WFP News Release
16 October 2015
ON WORLD FOOD DAY, WFP URGES PEOPLE ACROSS THE WORLD TO HELP ACHIEVE #ZEROHUNGER
Freetown – Speaking today at World Food Day events in Italy, Ertharin Cousin, Executive Director of the United Nations World Food Programme (WFP), appealed to the entire global community to take action and help to ensure that the world achieves #ZeroHunger.
“Just imagine the night in 2030 when no child, woman or man goes to bed hungry,” Cousin said at celebrations sponsored by the United Nations Food and Agriculture Organization. “Starting now, each of us must stand up, get involved and do our part to make the changes so we reach Zero Hunger by 2030.”
“Working together, we can all press for the changes that the world needs, including ending extreme poverty, supporting smallholder farmers and ensuring access to nutritious food all year round for the most vulnerable people by investing in social protection programmes,” Cousin said.
She invited everyone to mark World Food Day by posting #ZeroHunger on social media in support of the UN Secretary-General’s Zero Hunger Challenge, which represents the goal we all share and the world we want. WFP encourages people to join a new community Facebook page and switch their profile page to highlight a striking white circle representing the target of Zero Hunger.
“Individuals are at the heart of achieving the 17 Global Goals – including Goal 2, Zero Hunger – adopted in New York last month precisely because people were at the centre of the process that defined them. We must all work together to reach them by 2030,” Cousin said.
At the same time, WFP launched a new social media campaign putting people at the centre of achieving zero hunger by demonstrating how individual lives can be transformed. The “One Future, #ZeroHunger” campaign, wfp.org/ZeroHunger also features a video urging the world to unite around Global Goal 2.
This call to action builds on the momentum from the adoption of the 17 Global Goals with a deadline of 2030. The Goals are inter-connected and hunger and malnutrition cannot be eliminated in isolation from progress on the others. Global Goal 2 reads: “End hunger, achieve food security and improved nutrition and promote sustainable agriculture.”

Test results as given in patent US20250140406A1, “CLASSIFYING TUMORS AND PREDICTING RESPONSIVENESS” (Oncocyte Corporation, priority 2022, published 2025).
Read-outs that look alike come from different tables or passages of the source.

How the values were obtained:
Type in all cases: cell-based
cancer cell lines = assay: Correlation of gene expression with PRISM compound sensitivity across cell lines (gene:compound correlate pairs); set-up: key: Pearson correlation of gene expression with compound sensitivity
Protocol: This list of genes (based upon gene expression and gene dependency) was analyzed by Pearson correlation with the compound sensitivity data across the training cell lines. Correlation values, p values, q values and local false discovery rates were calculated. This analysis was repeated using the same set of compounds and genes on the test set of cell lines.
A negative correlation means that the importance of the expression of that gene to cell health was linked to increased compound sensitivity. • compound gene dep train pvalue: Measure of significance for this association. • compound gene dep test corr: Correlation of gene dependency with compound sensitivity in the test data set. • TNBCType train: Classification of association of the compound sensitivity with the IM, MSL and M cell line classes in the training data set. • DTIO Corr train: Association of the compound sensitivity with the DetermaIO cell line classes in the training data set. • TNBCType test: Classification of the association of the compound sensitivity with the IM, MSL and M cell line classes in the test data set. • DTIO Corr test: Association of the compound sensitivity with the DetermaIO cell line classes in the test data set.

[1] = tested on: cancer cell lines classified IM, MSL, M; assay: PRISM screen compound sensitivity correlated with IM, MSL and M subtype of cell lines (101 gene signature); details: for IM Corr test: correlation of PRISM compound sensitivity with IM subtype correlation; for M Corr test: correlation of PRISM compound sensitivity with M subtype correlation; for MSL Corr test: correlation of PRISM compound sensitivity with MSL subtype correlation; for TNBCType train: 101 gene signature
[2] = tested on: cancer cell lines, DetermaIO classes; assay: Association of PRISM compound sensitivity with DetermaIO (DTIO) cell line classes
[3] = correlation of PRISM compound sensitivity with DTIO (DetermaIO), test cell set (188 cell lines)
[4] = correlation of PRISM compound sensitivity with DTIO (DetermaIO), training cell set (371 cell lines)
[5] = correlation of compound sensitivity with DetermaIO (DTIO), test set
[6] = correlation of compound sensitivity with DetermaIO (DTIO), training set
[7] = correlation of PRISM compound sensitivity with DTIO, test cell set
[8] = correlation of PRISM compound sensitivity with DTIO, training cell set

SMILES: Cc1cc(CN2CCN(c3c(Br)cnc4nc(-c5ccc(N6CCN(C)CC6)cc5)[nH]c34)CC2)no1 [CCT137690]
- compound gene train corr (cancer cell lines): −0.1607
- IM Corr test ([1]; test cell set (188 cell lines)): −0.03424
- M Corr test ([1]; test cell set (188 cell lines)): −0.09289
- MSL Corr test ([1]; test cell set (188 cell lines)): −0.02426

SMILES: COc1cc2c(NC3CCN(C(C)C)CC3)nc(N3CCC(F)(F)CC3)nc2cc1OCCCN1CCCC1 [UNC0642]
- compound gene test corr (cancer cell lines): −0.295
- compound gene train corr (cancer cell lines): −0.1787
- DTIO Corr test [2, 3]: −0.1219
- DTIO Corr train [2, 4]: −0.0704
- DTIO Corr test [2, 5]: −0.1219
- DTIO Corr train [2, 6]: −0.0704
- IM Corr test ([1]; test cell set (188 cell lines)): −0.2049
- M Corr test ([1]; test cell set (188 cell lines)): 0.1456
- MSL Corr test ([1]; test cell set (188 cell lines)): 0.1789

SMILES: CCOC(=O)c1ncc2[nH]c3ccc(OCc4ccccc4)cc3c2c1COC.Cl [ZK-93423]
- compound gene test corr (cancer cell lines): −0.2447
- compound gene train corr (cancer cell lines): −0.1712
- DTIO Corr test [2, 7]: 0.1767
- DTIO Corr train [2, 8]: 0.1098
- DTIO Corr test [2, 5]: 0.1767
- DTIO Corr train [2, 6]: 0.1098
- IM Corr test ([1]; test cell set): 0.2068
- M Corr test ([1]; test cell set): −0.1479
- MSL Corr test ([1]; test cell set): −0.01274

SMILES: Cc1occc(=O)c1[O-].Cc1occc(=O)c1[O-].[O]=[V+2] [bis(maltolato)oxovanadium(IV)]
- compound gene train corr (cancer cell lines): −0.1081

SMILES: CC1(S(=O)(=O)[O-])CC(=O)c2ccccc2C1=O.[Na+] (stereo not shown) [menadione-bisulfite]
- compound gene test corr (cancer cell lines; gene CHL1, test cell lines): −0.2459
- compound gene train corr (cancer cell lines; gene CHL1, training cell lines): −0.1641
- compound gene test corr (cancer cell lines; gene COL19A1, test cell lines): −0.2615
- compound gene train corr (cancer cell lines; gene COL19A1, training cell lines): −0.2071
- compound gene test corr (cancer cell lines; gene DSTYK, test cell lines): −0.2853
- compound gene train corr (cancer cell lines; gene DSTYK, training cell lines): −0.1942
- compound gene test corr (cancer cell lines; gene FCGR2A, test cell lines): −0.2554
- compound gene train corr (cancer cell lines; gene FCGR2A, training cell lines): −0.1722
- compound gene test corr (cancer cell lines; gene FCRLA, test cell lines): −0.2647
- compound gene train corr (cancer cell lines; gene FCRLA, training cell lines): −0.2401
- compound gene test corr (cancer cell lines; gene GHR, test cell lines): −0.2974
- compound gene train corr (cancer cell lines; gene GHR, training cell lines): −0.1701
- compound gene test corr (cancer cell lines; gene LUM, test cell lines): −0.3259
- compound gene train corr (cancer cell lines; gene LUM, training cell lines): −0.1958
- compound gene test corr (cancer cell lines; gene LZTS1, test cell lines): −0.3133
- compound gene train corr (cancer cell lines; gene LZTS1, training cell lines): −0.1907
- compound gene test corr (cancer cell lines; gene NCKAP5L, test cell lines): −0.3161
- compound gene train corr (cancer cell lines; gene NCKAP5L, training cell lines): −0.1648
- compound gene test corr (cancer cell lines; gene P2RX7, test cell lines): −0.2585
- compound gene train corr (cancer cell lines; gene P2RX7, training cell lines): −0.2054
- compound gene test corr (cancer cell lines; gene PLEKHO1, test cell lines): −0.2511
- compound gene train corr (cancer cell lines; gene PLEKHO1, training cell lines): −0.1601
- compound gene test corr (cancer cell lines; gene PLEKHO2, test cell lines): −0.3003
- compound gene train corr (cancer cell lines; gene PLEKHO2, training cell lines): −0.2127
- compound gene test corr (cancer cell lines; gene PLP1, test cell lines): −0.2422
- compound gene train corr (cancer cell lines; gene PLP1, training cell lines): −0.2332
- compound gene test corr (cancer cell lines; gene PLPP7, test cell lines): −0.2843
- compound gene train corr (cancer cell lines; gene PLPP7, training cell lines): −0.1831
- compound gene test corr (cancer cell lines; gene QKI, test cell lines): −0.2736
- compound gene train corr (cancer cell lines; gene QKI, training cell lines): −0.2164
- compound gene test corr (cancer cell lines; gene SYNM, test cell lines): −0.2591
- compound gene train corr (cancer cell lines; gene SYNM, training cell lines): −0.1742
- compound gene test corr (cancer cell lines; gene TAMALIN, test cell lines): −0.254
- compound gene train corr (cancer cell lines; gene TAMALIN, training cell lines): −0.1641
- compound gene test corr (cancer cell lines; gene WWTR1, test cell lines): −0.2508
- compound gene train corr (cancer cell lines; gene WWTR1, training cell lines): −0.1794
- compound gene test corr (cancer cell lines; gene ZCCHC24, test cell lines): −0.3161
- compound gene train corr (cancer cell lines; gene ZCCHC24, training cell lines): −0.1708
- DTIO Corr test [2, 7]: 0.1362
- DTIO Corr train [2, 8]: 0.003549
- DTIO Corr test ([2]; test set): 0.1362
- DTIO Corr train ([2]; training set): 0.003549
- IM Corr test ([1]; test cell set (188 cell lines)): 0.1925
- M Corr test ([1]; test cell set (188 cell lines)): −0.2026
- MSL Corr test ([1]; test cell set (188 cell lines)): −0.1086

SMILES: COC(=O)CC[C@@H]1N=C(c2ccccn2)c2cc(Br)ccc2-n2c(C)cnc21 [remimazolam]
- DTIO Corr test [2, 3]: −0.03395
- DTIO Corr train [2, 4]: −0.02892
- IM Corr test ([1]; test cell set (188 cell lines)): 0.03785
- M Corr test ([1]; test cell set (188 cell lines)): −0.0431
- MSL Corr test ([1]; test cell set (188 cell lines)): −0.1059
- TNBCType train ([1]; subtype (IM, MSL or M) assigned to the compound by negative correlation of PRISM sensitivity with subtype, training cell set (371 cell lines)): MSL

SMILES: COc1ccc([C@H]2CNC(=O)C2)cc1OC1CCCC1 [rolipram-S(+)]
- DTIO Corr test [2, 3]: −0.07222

“The 7 billion people in the world will share the future. When I see a little girl in a village in South Sudan, I believe that our future is in her hands,” said Cousin. “She needs to eat regular nutritious meals, receive an education and then she can join all of us to build the future of a world without hunger. So each one of us is doing our part for a more prosperous and peaceful world.”
The web site gives examples of how everyone can get involved in achieving zero hunger through, for instance, sharing #ZeroHunger and joining groups of online supporters where people can advocate for reaching zero hunger and spread the message across communities.
According to The State of Food Insecurity in the World 2015 report, 795 million people suffer from hunger today, down 167 million from a decade ago. To speed up progress and save countless lives and build stronger futures by 2030, it would take an annual investment of US$265 billion – about 0.3 percent of the global Gross Domestic Product. By investing in ending global hunger, we would see a significant rise in global prosperity.
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The video can be viewed at: wfp.org/ZeroHunger
WFP is the world’s largest humanitarian agency fighting hunger worldwide, delivering food assistance in emergencies and working with communities to improve nutrition and build resilience. Each year, WFP assists some 80 million people in around 80 countries.
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